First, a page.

Undoubtedly, I'm biased. I never subjected myself or my marriage to any fertility treatments. But after my first child, Liala Ljunggren, died the day after her due date, a full-term stillborn gorgeous baby girl, I spent two years on the rollercoaster of trying to get pregnant again: transforming sex into a purely utilitarian act and weeping every time my period came. I remember reading news stories about abusive parents whose destroyed children had to be removed from their care and literally wailing out loud, pleading with the stony, unresponsive universe, "I wouldn't have done that, I promise! Won't you just give me a chance, please?" I ranted and raged, jealous of all the women around me who had no trouble getting pregnant, indignant at the unfairness of it all. I felt possessed and desperate. To put it mildly, those two years, both attempting to recover from the loss of my daughter and to get pregnant again, were tough.
I wasn't alone in struggling to get pregnant. According to the Centers for Disease Control and Prevention, nearly 11 percent of American women in their reproductive years (age 15-44) suffer from infertility. Myriad intervention options increase the odds of pregnancy followed by a live birth, with costs ranging from as low as $60 to over $100,000 and odds from 15 percent to 50 percent of one treatment culminating in a live baby. From artificial insemination to zygote intrafallopian transfer, there's literally an A to Z list of options that promise both to screw with a woman's body, inducing all sorts of side effects, and challenge the strongest of couples to survive a process that is fraught with uncertainty and carries no promise of a perfect ending.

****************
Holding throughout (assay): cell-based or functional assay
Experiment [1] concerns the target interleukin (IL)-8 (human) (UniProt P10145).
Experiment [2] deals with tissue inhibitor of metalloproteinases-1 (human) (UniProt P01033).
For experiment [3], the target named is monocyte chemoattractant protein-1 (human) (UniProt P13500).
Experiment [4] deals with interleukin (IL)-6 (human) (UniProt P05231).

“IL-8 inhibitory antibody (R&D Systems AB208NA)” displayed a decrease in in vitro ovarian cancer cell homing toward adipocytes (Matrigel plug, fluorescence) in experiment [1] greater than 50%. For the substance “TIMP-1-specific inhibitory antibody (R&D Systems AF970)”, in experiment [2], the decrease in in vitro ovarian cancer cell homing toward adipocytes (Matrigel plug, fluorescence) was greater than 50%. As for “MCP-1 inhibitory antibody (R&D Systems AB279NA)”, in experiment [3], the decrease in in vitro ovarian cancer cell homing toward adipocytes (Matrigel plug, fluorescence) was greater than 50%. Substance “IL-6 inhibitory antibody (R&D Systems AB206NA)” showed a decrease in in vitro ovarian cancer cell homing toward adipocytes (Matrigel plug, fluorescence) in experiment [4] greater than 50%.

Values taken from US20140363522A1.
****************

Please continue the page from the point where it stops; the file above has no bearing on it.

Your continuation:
Yet, given my experience as a parent, of both a birth-child and adopted children, I can't help but wonder why people who are struggling with fertility subject themselves to the complications, expense, and potential health risks of birthing a genetically related child without seriously considering adoption.
Yes, it's a biological imperative to reproduce. Yes, it's "natural" to want our offspring to look like us, act like us (do we really?), think like us. Yes, it's comforting to know what we're getting when we give birth, that our genes will be passed on. Having said that, we are deluding ourselves if we think that we can predict our children's personalities and proclivities, or believe that our families' genetic profiles are pristine. What family history lacks the heartbreak that derives from birth defects, criminal behavior, mental illness, or potentially life-threatening, life-shortening, or otherwise debilitating conditions? If only we were immune from our family's messy past!
I've heard the argument that truly loving someone who doesn't share your genes is impossible, but every legal spousal relationship defies that declaration, so don't go there.
But what about all the things that could go wrong with adoption? How do you know you'll love the child enough? Or that the birth-mother won't change her mind and come back to claim what was hers? Or that the rest of your family will accept your decision? It's easy to let the more obvious risks of adoption blot out the less visible ones that accompany pregnancy and childbirth.